People often forget that within the humanities, our "exclusive ivory tower" makes much ado about being inclusive, diverse, even populist. I'm behind all of that, but it highlights some serious contradictions when an inspiringly populist organization like Wikipedia gets blacklisted, even though studies have been done showing its competitive truthiness.

I say let Wikipedia into the academic mainstream for Pete's sake! We all clearly use it for quick reference anyway, and apparently it's not all *that* erroneous. (Besides: life is so boring when all you've got is hard facts.) Actually, I myself have intentionally inserted minor errors into minor entries on Wikipedia, planning to monitor them for a maximum of 24 hours before correcting them. All were fixed in under 6 hours. Can your print encyclopedia do that? And this point goes straight to the Nature study: the Wikipedia errors that were found as compared to the EB errors are most likely no longer there in Wikipedia, since all articles are constantly being refined. Sure, Wikipedia's newer articles are still error-prone...but at least Wikipedia is growing, while your very-expensive EB is still on the shelf with the same old errors and the same limited number of entries.

I simply think that people are afraid of the fact that Wikipedia is free. Not to mention the frightening fact that "anyone" can edit it. Well, sure, anyone can edit it, erroneously or not (again, generally not). And in a crowded public square, "anyone" can do anything he wants, in theory. But by some miracle, people generally remain sane, peaceful, and productive. So why shouldn't we trust a public knowledge base to do the same?

travistotz's avatar

Wow! soethe6, I truly believe that is the best written, most inspiring, killer post I've ever seen on Fluther! Completely agree, let's hope that more people in the professional academic world begin to see this side of the Wikipedia world. Wow, I can't get over how great your post was, seriously!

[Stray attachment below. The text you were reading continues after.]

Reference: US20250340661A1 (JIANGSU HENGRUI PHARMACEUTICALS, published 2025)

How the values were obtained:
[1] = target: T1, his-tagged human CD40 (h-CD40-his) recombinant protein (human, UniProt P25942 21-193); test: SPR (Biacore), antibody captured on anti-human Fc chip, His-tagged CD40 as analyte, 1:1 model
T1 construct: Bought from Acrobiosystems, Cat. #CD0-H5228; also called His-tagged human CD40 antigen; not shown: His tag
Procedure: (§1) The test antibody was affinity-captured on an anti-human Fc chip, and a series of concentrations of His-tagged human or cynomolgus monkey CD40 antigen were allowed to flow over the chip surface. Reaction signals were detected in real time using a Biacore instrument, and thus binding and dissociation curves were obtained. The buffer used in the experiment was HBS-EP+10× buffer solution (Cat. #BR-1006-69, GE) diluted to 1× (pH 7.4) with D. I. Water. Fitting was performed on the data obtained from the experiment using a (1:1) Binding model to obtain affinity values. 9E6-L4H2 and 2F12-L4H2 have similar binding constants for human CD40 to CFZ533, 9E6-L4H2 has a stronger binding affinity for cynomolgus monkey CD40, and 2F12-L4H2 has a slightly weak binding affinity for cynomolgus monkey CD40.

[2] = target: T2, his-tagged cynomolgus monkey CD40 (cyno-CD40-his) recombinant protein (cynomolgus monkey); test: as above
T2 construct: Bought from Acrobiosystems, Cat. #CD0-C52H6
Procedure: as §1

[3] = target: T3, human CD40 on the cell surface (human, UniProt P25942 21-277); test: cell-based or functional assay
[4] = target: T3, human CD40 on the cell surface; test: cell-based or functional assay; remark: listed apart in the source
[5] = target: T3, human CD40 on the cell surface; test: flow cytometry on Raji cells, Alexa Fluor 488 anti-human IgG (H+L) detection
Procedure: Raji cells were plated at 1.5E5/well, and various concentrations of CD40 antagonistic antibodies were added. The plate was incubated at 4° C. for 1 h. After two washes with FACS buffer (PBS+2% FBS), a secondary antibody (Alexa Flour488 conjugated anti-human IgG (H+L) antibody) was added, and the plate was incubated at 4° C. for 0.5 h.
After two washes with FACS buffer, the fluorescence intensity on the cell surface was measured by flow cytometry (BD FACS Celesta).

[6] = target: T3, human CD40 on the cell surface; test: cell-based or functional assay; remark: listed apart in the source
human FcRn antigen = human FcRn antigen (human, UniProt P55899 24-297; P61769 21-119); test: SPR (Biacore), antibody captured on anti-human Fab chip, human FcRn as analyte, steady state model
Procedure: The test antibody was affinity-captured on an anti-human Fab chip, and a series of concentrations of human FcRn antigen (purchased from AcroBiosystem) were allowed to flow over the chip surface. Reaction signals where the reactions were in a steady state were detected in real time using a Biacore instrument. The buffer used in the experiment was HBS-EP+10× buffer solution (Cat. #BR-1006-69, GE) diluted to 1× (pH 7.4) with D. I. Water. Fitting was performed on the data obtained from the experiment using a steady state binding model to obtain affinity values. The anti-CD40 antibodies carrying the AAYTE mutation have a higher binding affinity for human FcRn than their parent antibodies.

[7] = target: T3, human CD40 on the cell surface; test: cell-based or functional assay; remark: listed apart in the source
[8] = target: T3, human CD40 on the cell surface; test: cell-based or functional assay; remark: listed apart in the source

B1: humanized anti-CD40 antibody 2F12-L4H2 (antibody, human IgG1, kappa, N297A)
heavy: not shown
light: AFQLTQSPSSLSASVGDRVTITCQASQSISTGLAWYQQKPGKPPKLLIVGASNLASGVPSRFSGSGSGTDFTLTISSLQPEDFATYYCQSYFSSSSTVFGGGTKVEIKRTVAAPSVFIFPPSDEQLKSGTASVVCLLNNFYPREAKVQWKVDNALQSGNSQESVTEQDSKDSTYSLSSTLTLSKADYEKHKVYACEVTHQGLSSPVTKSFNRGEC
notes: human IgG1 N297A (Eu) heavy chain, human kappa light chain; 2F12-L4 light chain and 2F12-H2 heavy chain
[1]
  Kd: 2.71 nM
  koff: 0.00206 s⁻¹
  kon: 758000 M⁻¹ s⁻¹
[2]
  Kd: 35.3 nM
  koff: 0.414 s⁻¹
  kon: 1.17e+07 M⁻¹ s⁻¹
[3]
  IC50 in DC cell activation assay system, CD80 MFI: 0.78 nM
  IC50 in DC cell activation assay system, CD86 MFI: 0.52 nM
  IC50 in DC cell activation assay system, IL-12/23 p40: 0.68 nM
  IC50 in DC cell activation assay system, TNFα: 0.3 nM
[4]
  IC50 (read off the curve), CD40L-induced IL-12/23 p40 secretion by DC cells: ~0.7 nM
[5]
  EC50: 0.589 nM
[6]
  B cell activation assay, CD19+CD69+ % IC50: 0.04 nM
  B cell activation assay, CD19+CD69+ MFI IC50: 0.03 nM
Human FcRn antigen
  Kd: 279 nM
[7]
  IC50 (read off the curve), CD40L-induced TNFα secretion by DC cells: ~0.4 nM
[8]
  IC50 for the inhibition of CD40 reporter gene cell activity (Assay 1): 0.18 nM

Carol's avatar

Ok. This is gonna seem like an "anti-wik" response although I turn to Wik frequently. As a clinical psychologist, I find the the psych section of Wik most frustrating due to its inaccuracies and distortions. Perhaps because human behavior is experienced by every human, each human considers itself to be an expert in human behavior.

It may be that in contrast to other specialties, there is a disproportionate number of untrained "human behaviorists" who consider themselves to be astute enough to pass along incorrect and uninformed information presented as fact on Wik. Because it is my field of expertise, I am acutely aware of the poop passed on as fact, the theorists who have been confused or merged and half-assed statements made that do not represent my field whatsoever.

You may be thinking "So why doesn't she change it if she's such an expert?" The answer my friends, is that I began doing so and many weeks later, I realized I needed three more lifetimes to get the job done.

I realize that the social sciences is not the humanities so we're talking apples & chairs. I do not however, think the public is, for the most part, aware of these differences. Wik is great if recognized as what it is, namely, a public knowledge base contributed by god knows who.

Answer this question




to answer.

This question is in the General Section. Responses must be helpful and on-topic.

Your answer will be saved while you login or join.

Have a question? Ask Fluther!

What do you know more about?
Knowledge Networking @ Fluther